What can we say of the mysterious world beneath us? The stories of the nineteenth and twentieth centuries were filled with subterranean habitats: from Tolkien’s dwarven caverns to the underground society of H.G.Wells’s Morlocks to the mirrored dwellings of the dead described by Italo Calvino, the possibility of a universe hidden below our feet has both fascinated and inspired. So it was with healthy excitement that I read Geoff Manaugh’s recent post on his architecture blog BLDGBLOG, titled “City of Buried Machines.”
In a world where the super-rich have access to technologies that extend their reach by measures of scale, affecting everything from nanoscopic details to the larger landscape, a trend is emerging: the vertical footprints of buildings are not just ascending in a search for grandeur, but descending as well. The Guardian describes this new construction of underground rec rooms and home theaters as a form of “iceberg architecture” that leaves the possibilities and scope of a space only partially revealed by its external face. Manaugh specifically explores the unexpected scenario, reported in the New Statesman earlier this month, in which the massive tunneling machines used to create these below-ground rooms are being left at their dig sites, simply covered with concrete and abandoned when extracting them from the sites of their completed jobs would cost more than their worth. This, in turn, creates sub-caverns and hidden mysteries beyond what the owners and architects intended.
Who knows what we’ll see in the future? Will earthquakes shake these mechanical monsters to the surface? Will subterranean photographers stumble across the rusted control rooms, or will they just sit and molder under the earth as the world above them passes by?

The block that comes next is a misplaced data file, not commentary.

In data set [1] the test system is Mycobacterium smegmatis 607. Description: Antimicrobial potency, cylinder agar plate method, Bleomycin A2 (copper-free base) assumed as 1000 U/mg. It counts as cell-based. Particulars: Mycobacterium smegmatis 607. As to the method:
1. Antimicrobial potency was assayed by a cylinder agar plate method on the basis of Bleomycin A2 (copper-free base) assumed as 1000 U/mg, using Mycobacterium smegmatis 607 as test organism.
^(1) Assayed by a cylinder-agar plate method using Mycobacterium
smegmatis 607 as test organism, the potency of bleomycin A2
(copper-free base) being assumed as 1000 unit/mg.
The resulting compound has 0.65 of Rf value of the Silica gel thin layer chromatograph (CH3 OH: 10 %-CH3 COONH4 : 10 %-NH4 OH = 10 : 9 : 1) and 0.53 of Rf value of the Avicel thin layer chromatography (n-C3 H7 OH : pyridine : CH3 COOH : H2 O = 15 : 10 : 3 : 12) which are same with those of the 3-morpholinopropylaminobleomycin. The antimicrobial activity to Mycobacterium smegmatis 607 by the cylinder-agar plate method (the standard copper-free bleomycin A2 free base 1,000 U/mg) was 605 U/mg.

—Andrew Lovett-Barron, Designer and Software Developer, Palo Alto
What gives The Beatles, Radiohead, or Aphex Twin such a strong sonic feel? A lot comes down to the way the music is produced. Producers play such critical roles in composing a group’s sound that they are sometimes referred to as “invisible band members” or even auteurs, wielding artistic insight and technical skill to realize a singular vision. Virgil Moorefield unveils the multifaceted role of the producer and its wide-ranging, ever-evolving impact on recorded music in his book Producer as Composer.
Over the past half-century, the producer’s role has morphed drastically in a feedback cycle with the rapid development of recording technology. The job was utilitarian at first, finding the musical talent that would give a song the right affect when heard through the sonic “lens” of a recording. But producers soon began to take on a whole new artistic role, creating elaborate mixed soundscapes. With the advent of electronic music, the producer’s craft evolved once more, merging the roles of producer and composer together into a fluid artistic medium.
Producer as Composer is a rare glimpse into this historical development—a dance between artistic prowess, musical stewardship, and technologic expression. Through numerous analytic reference points, Moorefield deconstructs the design of pop music from many different eras to reveal not only how it works, but also what engenders its unique swagger. Do you know how your favorite music is designed? There is often a lot more to its catchiness than bubble gum.
—Aaron Soloway, Electrical Engineer Intern, IDEO Palo Alto